Soggy, wet

When I think back to the last few months of my life, and remember the deep, heavy grief I lived with for months on end, the first adjectives that come to mind are: sodden, heavy, wet, drenched, marooned, but not drowned. I didn’t drown.

A grief councillor told me two weeks ago that we heal at our own individual pace, but that it starts second by second, then minute by minute, hour by hour, day by day, week by week, month by month, and so on.

If I think of my grief this way, and it resonates with me (I felt like the world was throwing me off – life just wasn’t a real, tangible thing. My life was worthless without Henry), I see myself in an endless lake. I’m in the middle, vertical. Static, unmoving. The sky is grey, water is murky and grey. I don’t care what might be swimming underneath. In fact, I wished something would just drag me down under so the pain would stop. Even for a minute. Please?

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After seconds, minutes, hours, days, weeks, months – I realize there’s been a canoe next to me the entire time. I didn’t know it was there or who put it there, and I never looked around where I had been floating upright, with the water tickling my nostrils, and never fully submerged for long. I didn’t want to see what was around me, and I didn’t need to, but suddenly – canoe!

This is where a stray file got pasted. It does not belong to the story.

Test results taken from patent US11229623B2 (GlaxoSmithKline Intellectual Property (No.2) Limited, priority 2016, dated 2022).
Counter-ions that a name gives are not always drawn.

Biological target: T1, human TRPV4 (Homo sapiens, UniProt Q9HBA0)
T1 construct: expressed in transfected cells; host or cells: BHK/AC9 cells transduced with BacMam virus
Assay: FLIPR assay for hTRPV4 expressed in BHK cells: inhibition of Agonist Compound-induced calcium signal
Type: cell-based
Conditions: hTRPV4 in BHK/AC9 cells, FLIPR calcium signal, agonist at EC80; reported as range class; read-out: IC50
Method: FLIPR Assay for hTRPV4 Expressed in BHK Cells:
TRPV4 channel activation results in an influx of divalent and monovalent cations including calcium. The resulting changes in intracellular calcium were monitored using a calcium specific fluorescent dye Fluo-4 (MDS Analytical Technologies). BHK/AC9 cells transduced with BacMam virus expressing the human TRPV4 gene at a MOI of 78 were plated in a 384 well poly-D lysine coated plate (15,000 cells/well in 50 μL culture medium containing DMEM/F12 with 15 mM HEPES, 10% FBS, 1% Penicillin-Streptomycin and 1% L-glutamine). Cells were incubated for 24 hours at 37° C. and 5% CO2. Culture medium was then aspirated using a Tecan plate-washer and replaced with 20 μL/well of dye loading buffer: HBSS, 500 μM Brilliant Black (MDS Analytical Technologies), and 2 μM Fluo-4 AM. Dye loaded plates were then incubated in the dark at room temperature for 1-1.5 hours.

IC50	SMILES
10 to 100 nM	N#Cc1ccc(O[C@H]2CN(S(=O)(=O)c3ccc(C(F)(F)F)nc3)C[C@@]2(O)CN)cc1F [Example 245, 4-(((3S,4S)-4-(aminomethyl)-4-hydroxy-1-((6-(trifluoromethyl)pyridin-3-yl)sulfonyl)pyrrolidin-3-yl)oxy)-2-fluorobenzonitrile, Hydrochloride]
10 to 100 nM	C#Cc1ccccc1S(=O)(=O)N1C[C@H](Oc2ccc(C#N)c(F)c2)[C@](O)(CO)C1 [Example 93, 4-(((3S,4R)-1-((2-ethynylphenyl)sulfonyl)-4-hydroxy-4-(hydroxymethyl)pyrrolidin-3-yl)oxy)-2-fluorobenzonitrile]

I don’t want to escape – don’t need to retreat or leave the deep, dark lake, but I get in the canoe. I feel like I’ve been paddling in the canoe, no destination in mind, no destination desired. I’m not as heavy as I started out. Not as soggy. I can lift my head. I can rotate by body. I certainly couldn’t before.

I have shed sentimentality, shyness, and even some patience. If you’re a whiner – a complainer – I have no time for you, and I won’t even waste my time telling you I have no time for you. I have sloughed off a loose skin that was ultra-sensitive. Floating in the water has helped me transform in certain ways, tightened up, like a rock with many faces. I adore, love stronger, and I shove off stronger. That’s what my grief has done for my life, for better or for worse. And I don’t feel guilty any more for feeling joy.

How has grief transformed you?

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2 comments on “Soggy, wet

  1. Sophia says:

    I’m not sure if I can put it into words – other than saying things are clearer. My perspective has changed and I move through my choices in life a little more carefully but with more passion than I had before. I’m also more fearless – not like jump off a plane fearless – more of a ” I don’t care what anyone thinks” fearless – this is me – I’m not perfect but I’m worth it.

  2. tersiaburger says:

    Your post gives me hope Mel. For some time I was really very worried for you. Thank you for sharing your journey with us. I am still hoping and praying that someone will drag me down so the pain can stop. Then I get scared because I feel as if I am drowning. Lots of hugs xx

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